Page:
Ultrasonography for nasogastric tube placement verification: an additional reference
Nasogastric tube (NGT) insertion is a common procedure performed by community nurses, but verifying correct placement can be challenging due to the limitations of conventional methods. This study aimed to investigate the effectiveness of point-of-care ultrasonography (POCUS) for verifying NGT placement and to explore the feasibility of using this imaging modality as the first-line reference for NGT placement verification. The validity of the gastric aspirate pH test was also evaluated. This was a single-centre, retrospective, single-blind study using a convenience sample of patients who required NGT placement in home settings. POCUS was performed by a trained community nurse, and the pH test was performed after tube insertion. The results of the POCUS and pH test were compared. A total of 68 patients with a mean age of 82.13±9.43 years were included. The sensitivity and specificity were found to be 95.45% and 100%, respectively, for POCUS, and 90.91% and 100%, for the pH test. POCUS can provide accurate diagnostic imaging of nasogastric tube position and avoid X-ray controls. This imaging modality can complement pH testing in community settings where X-ray scans are not readily available.
Nasogastric tube (NGT) placement is common for community-dwelling adults who are unable to meet their nutritional requirements orally. The nasogastric tube provides access to the stomach and is indicated for therapeutic purposes, including feeding and medication administration. Although blind insertion of NGTs with initial placement confirmed by the nurse is considered to be safe, incorrect positioning can have serious or fatal consequences (National Patient Safety Agency (NPSA), 2016).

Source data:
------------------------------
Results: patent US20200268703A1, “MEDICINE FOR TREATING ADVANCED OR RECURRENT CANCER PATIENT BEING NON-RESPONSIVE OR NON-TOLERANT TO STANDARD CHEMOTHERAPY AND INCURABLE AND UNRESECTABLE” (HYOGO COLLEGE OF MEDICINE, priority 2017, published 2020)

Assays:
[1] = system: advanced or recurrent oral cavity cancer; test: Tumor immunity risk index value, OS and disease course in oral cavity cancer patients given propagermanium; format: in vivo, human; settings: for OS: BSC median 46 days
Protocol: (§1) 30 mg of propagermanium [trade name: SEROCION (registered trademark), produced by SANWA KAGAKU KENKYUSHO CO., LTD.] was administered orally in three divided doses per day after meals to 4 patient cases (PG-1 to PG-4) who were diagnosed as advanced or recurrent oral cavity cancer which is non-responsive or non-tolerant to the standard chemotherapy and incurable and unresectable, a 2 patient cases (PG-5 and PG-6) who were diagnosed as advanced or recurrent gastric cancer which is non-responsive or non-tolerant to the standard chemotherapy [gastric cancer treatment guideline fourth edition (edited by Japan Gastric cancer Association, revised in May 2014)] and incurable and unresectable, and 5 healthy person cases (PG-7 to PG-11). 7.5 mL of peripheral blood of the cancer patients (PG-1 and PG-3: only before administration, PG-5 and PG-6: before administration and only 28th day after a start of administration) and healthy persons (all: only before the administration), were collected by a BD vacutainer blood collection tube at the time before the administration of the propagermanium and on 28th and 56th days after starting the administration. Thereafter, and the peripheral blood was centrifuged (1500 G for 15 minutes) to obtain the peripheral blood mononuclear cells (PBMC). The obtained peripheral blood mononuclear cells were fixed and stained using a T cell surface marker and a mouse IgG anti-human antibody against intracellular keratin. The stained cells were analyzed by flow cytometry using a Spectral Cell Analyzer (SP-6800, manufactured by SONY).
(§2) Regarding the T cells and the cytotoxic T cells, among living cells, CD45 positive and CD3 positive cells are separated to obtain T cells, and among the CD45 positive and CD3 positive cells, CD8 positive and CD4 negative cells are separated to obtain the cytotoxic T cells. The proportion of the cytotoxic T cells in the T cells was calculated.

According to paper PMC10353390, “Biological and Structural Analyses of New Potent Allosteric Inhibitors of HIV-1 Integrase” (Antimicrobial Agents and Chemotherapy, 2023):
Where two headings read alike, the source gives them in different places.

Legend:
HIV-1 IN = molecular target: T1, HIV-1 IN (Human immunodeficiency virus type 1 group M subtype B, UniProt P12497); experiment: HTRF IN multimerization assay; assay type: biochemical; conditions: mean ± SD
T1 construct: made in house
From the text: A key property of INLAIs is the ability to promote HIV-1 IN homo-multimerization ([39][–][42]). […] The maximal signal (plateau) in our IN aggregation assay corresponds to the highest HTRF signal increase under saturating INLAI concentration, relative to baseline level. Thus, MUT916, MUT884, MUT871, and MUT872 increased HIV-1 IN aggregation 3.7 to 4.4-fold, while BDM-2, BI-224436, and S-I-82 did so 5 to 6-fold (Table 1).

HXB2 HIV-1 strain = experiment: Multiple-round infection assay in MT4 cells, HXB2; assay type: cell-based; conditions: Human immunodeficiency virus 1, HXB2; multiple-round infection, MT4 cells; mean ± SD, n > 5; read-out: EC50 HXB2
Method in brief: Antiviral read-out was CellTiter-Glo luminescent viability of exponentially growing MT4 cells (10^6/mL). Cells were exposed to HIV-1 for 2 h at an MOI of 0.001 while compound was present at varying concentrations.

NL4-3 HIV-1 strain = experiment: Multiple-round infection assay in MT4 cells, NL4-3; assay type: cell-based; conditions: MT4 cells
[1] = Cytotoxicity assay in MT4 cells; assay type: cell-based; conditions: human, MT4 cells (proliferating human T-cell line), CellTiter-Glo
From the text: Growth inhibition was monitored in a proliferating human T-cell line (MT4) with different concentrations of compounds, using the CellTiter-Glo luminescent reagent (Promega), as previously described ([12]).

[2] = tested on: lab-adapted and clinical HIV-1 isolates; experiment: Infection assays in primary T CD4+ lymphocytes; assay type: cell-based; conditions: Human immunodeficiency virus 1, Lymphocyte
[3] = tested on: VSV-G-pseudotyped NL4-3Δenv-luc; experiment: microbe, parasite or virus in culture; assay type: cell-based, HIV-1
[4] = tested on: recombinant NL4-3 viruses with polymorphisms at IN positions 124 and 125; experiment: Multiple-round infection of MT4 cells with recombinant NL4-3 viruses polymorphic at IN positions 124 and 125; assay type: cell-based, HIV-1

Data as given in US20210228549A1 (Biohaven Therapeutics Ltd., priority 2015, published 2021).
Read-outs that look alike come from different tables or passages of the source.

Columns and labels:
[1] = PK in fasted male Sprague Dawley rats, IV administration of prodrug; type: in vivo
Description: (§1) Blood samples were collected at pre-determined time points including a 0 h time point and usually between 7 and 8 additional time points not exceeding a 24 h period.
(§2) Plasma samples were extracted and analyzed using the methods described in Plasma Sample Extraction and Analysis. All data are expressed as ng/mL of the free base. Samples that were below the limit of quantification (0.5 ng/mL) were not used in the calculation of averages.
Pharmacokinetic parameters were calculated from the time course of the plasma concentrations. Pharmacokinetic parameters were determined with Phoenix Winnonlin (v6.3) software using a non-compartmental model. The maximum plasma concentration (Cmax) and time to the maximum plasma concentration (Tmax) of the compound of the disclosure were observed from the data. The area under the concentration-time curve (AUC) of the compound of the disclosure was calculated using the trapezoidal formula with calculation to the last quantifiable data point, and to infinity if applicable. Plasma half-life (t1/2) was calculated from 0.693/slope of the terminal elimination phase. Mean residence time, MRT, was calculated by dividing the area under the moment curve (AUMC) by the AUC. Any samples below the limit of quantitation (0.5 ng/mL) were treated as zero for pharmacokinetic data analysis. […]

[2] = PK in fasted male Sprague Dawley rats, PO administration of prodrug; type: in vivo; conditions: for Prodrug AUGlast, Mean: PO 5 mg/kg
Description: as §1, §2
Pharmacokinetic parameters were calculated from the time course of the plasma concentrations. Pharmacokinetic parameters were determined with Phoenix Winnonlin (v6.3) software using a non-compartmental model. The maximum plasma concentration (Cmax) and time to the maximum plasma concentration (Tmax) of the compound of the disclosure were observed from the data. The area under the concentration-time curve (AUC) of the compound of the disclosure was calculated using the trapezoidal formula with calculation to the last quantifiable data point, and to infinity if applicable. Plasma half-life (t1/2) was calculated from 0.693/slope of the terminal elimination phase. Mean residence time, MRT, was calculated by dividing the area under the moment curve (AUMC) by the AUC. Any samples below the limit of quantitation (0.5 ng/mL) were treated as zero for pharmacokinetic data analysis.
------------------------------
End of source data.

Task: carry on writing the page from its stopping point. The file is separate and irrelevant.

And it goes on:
Various methods have been suggested to verify NGT placement, including pH analysis (Holmes, 2012; Boeykens et al, 2014); auscultation test (Simons and Abdallah, 2012); capnography or capnometry (Chau et al, 2011; Miller, 2011); and chest X-ray (Taylor, 2013). A pH value of 1–5.5 for the aspirate is considered in the safe range, and this can be used as the first-line reference to exclude NGT misplacement in the respiratory tract (NPSA, 2011). However, studies have found false-negative pH findings among patients who received acid-reducing medications (Kim et al, 2012; Boeykens et al, 2014). Although the auscultation test allows good assessment of tube placement, it is not reliable in identifying a malposition of the NGT (NHS Improvement, 2016; Anderson, 2019). A few studies have reported that capnography or capnometry helps to confirm NGT placement, but a capnogram alone may not truly reflect tube position and an X-ray is unavoidable (Chau et al, 2011; Ryu et al, 2016). While all these tests have limitations in NGT placement verification, chest X-ray remains the gold standard for NGT placement confirmation (NPSA, 2016).
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